Growing Old with an Overactive Bladder

I recently saw a 77 year-old Latina woman with complaints of strong urinary urgency resulting in incontinence, frequency every 2 hours with nocturia x4.  She described urgency as “pressure in my bladder.” She reported that her symptoms were “terrible.” Her symptoms were longstanding but appeared to be worsening. She had undergone lumbar spinal fusion 18 months ago, her third back surgery. This was about the time symptoms worsened.

Recent ultrasound was normal, post-void residual volume (PVR) was 20 mLs.  In the past, I had diagnosed vaginal atrophy but the patient was non-compliant with transvaginal estrogen. Medical history included hypothyroidism, depression, osteoarthritis, hyperlipidemia, and controlled hypertension. She was taking 11 medications, including 3 anticholinergics. I had seen her 3 years ago and she had been following a bladder training program, but over time it was not as effective in suppressing urgency.  She had seen some benefit from behavioral bladder training and had eliminated or decreased daily consumption of certain dietary bladder irritants (e.g. caffeine and spice foods). She has never tried overactive bladder (OAB) drug therapy. 

You may be wondering why I decided to write a blog on OAB in a 77-year-old patient. My concern was the effects of medications for OAB that may have a negative effect on the patient’s cognition and you might be interested in my thought process for what I decided to recommend. There are two pharmacological classes for treatment of OAB, anti-muscarinic (targeting the M3 receptor) and β3-adrenoceptor agonists.  Because of her age, I did not want to prescribe an antimuscarinic/anticholinergic drug. So I prescribed mirabegron, the alternative to antimuscarinics as it has a more favorable benefit-to-risk ratio in older patients.

My concern with prescribing an anti-muscarinic OAB drug is possible side effects, as the risk of anticholinergic adverse events (AEs) such as dry mouth and constipation increases with age. Particularly in older adults (>65 yo), exposure to medications with anticholinergic properties has also been linked to adverse cognitive effects. Older adults are particularly sensitive to anticholinergic effects as a result of age-related decrease in cholinergic neurons/receptors in the brain, reduction in hepatic and renal clearance of medications, and increase in blood-brain barrier permeability. In addition, the older patient population is likely to be receiving polypharmacy including other drugs with anticholinergic activity, potentially resulting in a problematic anticholinergic burden, with negative effects on cognitive performance. The 2019 updated Beers criteria list all antimuscarinic drugs used for the treatment of OAB as drugs with strong anticholinergic properties and potentially inappropriate for first-line treatment in those ≥65 year or older.2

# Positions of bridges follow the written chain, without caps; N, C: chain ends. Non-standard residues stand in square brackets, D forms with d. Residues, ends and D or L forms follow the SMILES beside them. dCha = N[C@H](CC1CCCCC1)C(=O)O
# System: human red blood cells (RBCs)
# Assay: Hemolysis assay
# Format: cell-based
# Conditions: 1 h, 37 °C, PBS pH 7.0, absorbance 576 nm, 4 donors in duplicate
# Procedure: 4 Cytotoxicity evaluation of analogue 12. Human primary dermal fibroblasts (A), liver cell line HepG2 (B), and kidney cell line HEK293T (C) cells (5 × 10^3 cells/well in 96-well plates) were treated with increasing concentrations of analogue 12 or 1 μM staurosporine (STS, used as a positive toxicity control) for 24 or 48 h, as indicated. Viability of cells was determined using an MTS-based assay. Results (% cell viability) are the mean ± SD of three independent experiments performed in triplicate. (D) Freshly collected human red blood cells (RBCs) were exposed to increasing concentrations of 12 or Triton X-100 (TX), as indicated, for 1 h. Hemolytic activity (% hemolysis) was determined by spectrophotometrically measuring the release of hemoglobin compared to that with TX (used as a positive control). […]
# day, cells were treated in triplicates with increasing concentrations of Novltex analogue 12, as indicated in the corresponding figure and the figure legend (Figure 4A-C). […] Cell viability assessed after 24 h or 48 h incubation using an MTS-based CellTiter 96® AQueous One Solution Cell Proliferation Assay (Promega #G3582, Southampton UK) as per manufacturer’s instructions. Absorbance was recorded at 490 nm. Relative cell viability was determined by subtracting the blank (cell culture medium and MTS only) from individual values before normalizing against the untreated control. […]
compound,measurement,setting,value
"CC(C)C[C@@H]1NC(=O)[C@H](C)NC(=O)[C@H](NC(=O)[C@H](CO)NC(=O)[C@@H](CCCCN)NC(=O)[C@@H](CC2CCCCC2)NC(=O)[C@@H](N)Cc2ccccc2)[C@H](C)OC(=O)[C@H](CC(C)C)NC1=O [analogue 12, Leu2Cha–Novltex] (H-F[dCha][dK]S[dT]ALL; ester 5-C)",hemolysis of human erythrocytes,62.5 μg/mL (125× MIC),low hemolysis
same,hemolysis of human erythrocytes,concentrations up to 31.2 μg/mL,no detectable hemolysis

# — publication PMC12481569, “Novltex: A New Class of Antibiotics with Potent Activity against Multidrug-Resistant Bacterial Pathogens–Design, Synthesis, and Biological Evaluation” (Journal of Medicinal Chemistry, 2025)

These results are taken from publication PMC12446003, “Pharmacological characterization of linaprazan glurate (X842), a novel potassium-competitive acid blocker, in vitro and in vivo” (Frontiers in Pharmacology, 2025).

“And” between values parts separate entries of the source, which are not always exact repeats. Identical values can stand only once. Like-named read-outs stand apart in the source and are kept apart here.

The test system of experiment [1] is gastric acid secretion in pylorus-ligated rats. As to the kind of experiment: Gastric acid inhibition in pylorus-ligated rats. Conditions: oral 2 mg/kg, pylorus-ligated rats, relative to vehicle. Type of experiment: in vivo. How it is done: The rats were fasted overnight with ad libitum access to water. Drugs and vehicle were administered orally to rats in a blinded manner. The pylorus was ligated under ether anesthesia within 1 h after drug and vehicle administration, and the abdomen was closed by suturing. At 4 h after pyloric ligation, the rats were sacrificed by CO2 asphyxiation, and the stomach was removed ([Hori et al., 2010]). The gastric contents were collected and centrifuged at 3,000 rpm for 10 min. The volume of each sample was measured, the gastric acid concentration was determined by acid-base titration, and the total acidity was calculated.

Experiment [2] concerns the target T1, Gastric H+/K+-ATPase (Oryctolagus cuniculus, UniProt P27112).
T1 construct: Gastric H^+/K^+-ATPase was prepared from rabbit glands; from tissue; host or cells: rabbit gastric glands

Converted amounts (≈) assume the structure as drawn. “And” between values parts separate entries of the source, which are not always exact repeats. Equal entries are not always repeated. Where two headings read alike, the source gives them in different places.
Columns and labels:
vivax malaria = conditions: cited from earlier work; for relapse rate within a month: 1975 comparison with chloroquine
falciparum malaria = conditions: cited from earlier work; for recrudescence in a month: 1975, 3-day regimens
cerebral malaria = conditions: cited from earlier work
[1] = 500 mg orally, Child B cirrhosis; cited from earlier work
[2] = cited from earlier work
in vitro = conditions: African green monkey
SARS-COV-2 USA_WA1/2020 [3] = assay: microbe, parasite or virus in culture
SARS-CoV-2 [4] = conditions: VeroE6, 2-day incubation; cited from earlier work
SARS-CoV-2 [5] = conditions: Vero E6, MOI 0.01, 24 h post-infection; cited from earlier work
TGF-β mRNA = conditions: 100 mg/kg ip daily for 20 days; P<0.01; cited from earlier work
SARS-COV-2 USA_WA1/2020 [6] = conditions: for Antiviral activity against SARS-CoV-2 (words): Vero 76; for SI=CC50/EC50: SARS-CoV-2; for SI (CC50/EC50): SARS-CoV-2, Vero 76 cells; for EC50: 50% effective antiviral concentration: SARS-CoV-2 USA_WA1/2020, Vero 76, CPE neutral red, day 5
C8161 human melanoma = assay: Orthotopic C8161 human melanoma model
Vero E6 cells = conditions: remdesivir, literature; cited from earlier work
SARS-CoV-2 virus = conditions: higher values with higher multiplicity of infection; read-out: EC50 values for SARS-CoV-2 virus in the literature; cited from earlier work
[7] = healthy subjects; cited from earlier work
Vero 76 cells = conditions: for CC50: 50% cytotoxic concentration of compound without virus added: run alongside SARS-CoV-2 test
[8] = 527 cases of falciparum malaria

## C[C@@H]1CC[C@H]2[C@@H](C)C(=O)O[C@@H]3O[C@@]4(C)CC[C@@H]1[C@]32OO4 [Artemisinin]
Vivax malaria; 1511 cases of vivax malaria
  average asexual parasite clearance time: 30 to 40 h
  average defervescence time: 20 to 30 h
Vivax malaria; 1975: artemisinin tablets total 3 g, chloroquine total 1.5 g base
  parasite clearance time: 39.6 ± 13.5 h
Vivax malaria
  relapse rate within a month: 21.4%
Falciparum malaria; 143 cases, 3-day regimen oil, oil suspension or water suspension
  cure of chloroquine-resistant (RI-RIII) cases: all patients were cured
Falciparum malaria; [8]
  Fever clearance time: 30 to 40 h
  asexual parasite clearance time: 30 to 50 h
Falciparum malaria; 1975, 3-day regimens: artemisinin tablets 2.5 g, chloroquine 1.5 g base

Vouri and colleagues reported on randomized controlled trials (RCTs) along with sub-analyses and pooled analyses that compared antimuscarinics to placebo or another antimuscarinic, assessing AEs or treatment discontinuations in a population of adults 65 or older.9 They found anticholinergic AEs were more common in antimuscarinics compared to placebo. Incidence of dizziness, dyspepsia, and urinary retention with fesoterodine, headache with darifenacin, and urinary tract infections with solifenacin were significantly higher compared to placebo. Treatment discontinuation due to AEs and dry mouth were higher in the antimuscarinics when compared to placebo in older adults. 

Antimuscarinics that have anticholinergic properties have also been linked to adverse cognitive effects.  Welk conducted a population-based, retrospective, matched cohort study using linked administrative data (Ontario, Canada from 2010 to 2018) matching 47,324 new users of anticholinergic OAB medications (oxybutynin, tolterodine, solifenacin, darifenacin, fesoterodine, trospium) to 23,662 new users of a beta-3 agonist medication (mirabegron).11 The most common anticholinergics used were tolterodine (40%), oxybutynin (29%) and solifenacin (26%). The use of these medications among patients with OAB was associated with an increased risk of new-onset dementia compared to beta-3 agonist users. Interestingly, men, regardless of age, also tended to develop more dementia events.